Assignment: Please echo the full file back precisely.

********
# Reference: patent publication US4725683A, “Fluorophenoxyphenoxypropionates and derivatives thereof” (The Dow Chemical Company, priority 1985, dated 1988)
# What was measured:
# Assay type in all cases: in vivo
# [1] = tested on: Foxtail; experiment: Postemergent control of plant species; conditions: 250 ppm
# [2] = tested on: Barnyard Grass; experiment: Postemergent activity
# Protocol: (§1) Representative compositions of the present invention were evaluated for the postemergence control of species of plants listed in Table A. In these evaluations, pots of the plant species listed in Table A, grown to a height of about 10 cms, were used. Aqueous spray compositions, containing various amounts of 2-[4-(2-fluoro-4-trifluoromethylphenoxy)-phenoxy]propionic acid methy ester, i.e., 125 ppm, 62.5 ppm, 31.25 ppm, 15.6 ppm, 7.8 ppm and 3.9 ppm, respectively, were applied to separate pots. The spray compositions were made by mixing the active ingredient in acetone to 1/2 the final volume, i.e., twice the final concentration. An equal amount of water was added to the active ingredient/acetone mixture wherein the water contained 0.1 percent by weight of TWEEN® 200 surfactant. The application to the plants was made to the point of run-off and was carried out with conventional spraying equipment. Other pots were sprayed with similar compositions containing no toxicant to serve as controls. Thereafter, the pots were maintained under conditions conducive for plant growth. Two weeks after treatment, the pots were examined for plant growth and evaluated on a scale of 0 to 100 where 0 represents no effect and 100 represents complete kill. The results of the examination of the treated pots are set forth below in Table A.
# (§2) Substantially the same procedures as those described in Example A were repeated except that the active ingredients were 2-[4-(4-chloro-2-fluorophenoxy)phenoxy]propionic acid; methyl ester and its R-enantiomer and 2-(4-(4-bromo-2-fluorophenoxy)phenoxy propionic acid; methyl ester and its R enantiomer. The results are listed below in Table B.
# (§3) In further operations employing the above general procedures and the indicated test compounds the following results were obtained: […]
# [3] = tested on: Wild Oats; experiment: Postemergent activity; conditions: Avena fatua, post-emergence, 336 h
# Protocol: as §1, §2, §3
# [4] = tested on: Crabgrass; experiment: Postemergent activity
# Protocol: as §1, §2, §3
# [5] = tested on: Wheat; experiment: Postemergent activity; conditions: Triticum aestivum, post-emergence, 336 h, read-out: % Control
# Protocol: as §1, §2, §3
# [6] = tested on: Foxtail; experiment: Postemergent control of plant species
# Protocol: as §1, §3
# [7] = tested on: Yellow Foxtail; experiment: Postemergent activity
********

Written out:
# Reference: patent publication US4725683A, “Fluorophenoxyphenoxypropionates and derivatives thereof” (The Dow Chemical Company, priority 1985, dated 1988)
# What was measured:
# Assay type in all cases: in vivo
# [1] = tested on: Foxtail; experiment: Postemergent control of plant species; conditions: 250 ppm
# [2] = tested on: Barnyard Grass; experiment: Postemergent activity
# Protocol: (§1) Representative compositions of the present invention were evaluated for the postemergence control of species of plants listed in Table A. In these evaluations, pots of the plant species listed in Table A, grown to a height of about 10 cms, were used. Aqueous spray compositions, containing various amounts of 2-[4-(2-fluoro-4-trifluoromethylphenoxy)-phenoxy]propionic acid methy ester, i.e., 125 ppm, 62.5 ppm, 31.25 ppm, 15.6 ppm, 7.8 ppm and 3.9 ppm, respectively, were applied to separate pots. The spray compositions were made by mixing the active ingredient in acetone to 1/2 the final volume, i.e., twice the final concentration. An equal amount of water was added to the active ingredient/acetone mixture wherein the water contained 0.1 percent by weight of TWEEN® 200 surfactant. The application to the plants was made to the point of run-off and was carried out with conventional spraying equipment. Other pots were sprayed with similar compositions containing no toxicant to serve as controls. Thereafter, the pots were maintained under conditions conducive for plant growth. Two weeks after treatment, the pots were examined for plant growth and evaluated on a scale of 0 to 100 where 0 represents no effect and 100 represents complete kill. The results of the examination of the treated pots are set forth below in Table A.
# (§2) Substantially the same procedures as those described in Example A were repeated except that the active ingredients were 2-[4-(4-chloro-2-fluorophenoxy)phenoxy]propionic acid; methyl ester and its R-enantiomer and 2-(4-(4-bromo-2-fluorophenoxy)phenoxy propionic acid; methyl ester and its R enantiomer. The results are listed below in Table B.
# (§3) In further operations employing the above general procedures and the indicated test compounds the following results were obtained: […]
# [3] = tested on: Wild Oats; experiment: Postemergent activity; conditions: Avena fatua, post-emergence, 336 h
# Protocol: as §1, §2, §3
# [4] = tested on: Crabgrass; experiment: Postemergent activity
# Protocol: as §1, §2, §3
# [5] = tested on: Wheat; experiment: Postemergent activity; conditions: Triticum aestivum, post-emergence, 336 h, read-out: % Control
# Protocol: as §1, §2, §3
# [6] = tested on: Foxtail; experiment: Postemergent control of plant species
# Protocol: as §1, §3
# [7] = tested on: Yellow Foxtail; experiment: Postemergent activity